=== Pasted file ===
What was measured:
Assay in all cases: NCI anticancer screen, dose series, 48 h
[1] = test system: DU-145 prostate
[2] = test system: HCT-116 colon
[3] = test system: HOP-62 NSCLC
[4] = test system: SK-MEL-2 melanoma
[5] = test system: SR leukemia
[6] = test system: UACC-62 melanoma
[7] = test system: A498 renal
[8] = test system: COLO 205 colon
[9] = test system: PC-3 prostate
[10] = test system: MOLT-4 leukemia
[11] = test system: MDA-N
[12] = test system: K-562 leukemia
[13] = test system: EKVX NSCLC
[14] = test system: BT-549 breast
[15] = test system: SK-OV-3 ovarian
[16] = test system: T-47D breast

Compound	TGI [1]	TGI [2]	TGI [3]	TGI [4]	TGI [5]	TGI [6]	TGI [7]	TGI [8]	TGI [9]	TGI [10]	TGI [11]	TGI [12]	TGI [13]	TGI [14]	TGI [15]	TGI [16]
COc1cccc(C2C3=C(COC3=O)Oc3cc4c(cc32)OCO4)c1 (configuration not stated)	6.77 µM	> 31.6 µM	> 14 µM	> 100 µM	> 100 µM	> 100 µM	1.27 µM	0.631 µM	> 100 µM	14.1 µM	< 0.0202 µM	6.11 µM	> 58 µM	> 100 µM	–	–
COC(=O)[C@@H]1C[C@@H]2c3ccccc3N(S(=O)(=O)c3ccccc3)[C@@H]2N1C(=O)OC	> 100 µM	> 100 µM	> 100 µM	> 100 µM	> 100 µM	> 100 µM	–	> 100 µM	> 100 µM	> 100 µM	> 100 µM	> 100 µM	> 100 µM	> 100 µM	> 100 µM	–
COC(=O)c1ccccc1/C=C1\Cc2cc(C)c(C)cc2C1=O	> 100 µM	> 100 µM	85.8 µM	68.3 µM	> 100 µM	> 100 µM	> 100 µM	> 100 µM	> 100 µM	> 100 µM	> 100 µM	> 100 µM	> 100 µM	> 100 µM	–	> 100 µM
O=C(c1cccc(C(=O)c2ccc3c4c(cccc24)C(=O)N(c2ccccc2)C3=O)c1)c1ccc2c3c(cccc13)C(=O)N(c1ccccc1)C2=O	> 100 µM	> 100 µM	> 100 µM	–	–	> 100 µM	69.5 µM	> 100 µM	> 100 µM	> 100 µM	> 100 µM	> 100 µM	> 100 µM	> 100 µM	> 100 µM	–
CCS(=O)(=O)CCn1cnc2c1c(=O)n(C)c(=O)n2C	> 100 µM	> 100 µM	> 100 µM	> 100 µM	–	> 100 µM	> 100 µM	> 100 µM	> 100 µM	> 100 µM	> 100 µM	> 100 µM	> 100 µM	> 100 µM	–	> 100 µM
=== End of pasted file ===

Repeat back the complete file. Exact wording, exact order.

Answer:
What was measured:
Assay in all cases: NCI anticancer screen, dose series, 48 h
[1] = test system: DU-145 prostate
[2] = test system: HCT-116 colon
[3] = test system: HOP-62 NSCLC
[4] = test system: SK-MEL-2 melanoma
[5] = test system: SR leukemia
[6] = test system: UACC-62 melanoma
[7] = test system: A498 renal
[8] = test system: COLO 205 colon
[9] = test system: PC-3 prostate
[10] = test system: MOLT-4 leukemia
[11] = test system: MDA-N
[12] = test system: K-562 leukemia
[13] = test system: EKVX NSCLC
[14] = test system: BT-549 breast
[15] = test system: SK-OV-3 ovarian
[16] = test system: T-47D breast

Compound	TGI [1]	TGI [2]	TGI [3]	TGI [4]	TGI [5]	TGI [6]	TGI [7]	TGI [8]	TGI [9]	TGI [10]	TGI [11]	TGI [12]	TGI [13]	TGI [14]	TGI [15]	TGI [16]
COc1cccc(C2C3=C(COC3=O)Oc3cc4c(cc32)OCO4)c1 (configuration not stated)	6.77 µM	> 31.6 µM	> 14 µM	> 100 µM	> 100 µM	> 100 µM	1.27 µM	0.631 µM	> 100 µM	14.1 µM	< 0.0202 µM	6.11 µM	> 58 µM	> 100 µM	–	–
COC(=O)[C@@H]1C[C@@H]2c3ccccc3N(S(=O)(=O)c3ccccc3)[C@@H]2N1C(=O)OC	> 100 µM	> 100 µM	> 100 µM	> 100 µM	> 100 µM	> 100 µM	–	> 100 µM	> 100 µM	> 100 µM	> 100 µM	> 100 µM	> 100 µM	> 100 µM	> 100 µM	–
COC(=O)c1ccccc1/C=C1\Cc2cc(C)c(C)cc2C1=O	> 100 µM	> 100 µM	85.8 µM	68.3 µM	> 100 µM	> 100 µM	> 100 µM	> 100 µM	> 100 µM	> 100 µM	> 100 µM	> 100 µM	> 100 µM	> 100 µM	–	> 100 µM
O=C(c1cccc(C(=O)c2ccc3c4c(cccc24)C(=O)N(c2ccccc2)C3=O)c1)c1ccc2c3c(cccc13)C(=O)N(c1ccccc1)C2=O	> 100 µM	> 100 µM	> 100 µM	–	–	> 100 µM	69.5 µM	> 100 µM	> 100 µM	> 100 µM	> 100 µM	> 100 µM	> 100 µM	> 100 µM	> 100 µM	–
CCS(=O)(=O)CCn1cnc2c1c(=O)n(C)c(=O)n2C	> 100 µM	> 100 µM	> 100 µM	> 100 µM	–	> 100 µM	> 100 µM	> 100 µM	> 100 µM	> 100 µM	> 100 µM	> 100 µM	> 100 µM	> 100 µM	–	> 100 µM